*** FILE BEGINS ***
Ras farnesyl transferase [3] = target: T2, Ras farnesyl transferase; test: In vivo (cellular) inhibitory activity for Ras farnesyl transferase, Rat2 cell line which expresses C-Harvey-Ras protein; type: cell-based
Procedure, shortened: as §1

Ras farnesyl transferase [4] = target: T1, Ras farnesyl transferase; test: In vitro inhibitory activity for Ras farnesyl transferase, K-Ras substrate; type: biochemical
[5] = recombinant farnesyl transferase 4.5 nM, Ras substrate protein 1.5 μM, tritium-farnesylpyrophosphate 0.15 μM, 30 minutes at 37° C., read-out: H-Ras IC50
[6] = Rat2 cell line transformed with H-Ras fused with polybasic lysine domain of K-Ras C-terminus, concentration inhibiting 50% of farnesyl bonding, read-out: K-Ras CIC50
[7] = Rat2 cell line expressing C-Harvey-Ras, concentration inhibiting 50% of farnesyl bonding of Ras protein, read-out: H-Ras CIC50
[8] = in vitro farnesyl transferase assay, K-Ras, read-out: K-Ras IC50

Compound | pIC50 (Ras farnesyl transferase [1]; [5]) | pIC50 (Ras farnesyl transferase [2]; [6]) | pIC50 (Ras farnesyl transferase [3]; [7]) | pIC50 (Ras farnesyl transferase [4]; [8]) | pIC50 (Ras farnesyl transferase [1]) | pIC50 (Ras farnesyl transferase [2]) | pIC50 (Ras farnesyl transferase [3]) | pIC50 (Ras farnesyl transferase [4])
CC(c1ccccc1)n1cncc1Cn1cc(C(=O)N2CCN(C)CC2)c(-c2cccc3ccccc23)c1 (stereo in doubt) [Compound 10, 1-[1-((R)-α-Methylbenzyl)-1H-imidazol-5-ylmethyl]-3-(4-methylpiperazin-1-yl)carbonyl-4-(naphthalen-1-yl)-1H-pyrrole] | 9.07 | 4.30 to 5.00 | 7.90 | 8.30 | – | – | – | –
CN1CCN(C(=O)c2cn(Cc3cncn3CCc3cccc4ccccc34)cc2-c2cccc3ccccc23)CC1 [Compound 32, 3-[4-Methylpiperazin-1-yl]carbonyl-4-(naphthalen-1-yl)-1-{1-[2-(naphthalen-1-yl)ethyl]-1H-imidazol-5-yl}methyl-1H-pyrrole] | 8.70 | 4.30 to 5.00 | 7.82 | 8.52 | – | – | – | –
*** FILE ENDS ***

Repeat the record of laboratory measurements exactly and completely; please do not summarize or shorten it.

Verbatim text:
Ras farnesyl transferase [3] = target: T2, Ras farnesyl transferase; test: In vivo (cellular) inhibitory activity for Ras farnesyl transferase, Rat2 cell line which expresses C-Harvey-Ras protein; type: cell-based
Procedure, shortened: as §1

Ras farnesyl transferase [4] = target: T1, Ras farnesyl transferase; test: In vitro inhibitory activity for Ras farnesyl transferase, K-Ras substrate; type: biochemical
[5] = recombinant farnesyl transferase 4.5 nM, Ras substrate protein 1.5 μM, tritium-farnesylpyrophosphate 0.15 μM, 30 minutes at 37° C., read-out: H-Ras IC50
[6] = Rat2 cell line transformed with H-Ras fused with polybasic lysine domain of K-Ras C-terminus, concentration inhibiting 50% of farnesyl bonding, read-out: K-Ras CIC50
[7] = Rat2 cell line expressing C-Harvey-Ras, concentration inhibiting 50% of farnesyl bonding of Ras protein, read-out: H-Ras CIC50
[8] = in vitro farnesyl transferase assay, K-Ras, read-out: K-Ras IC50

Compound | pIC50 (Ras farnesyl transferase [1]; [5]) | pIC50 (Ras farnesyl transferase [2]; [6]) | pIC50 (Ras farnesyl transferase [3]; [7]) | pIC50 (Ras farnesyl transferase [4]; [8]) | pIC50 (Ras farnesyl transferase [1]) | pIC50 (Ras farnesyl transferase [2]) | pIC50 (Ras farnesyl transferase [3]) | pIC50 (Ras farnesyl transferase [4])
CC(c1ccccc1)n1cncc1Cn1cc(C(=O)N2CCN(C)CC2)c(-c2cccc3ccccc23)c1 (stereo in doubt) [Compound 10, 1-[1-((R)-α-Methylbenzyl)-1H-imidazol-5-ylmethyl]-3-(4-methylpiperazin-1-yl)carbonyl-4-(naphthalen-1-yl)-1H-pyrrole] | 9.07 | 4.30 to 5.00 | 7.90 | 8.30 | – | – | – | –
CN1CCN(C(=O)c2cn(Cc3cncn3CCc3cccc4ccccc34)cc2-c2cccc3ccccc23)CC1 [Compound 32, 3-[4-Methylpiperazin-1-yl]carbonyl-4-(naphthalen-1-yl)-1-{1-[2-(naphthalen-1-yl)ethyl]-1H-imidazol-5-yl}methyl-1H-pyrrole] | 8.70 | 4.30 to 5.00 | 7.82 | 8.52 | – | – | – | –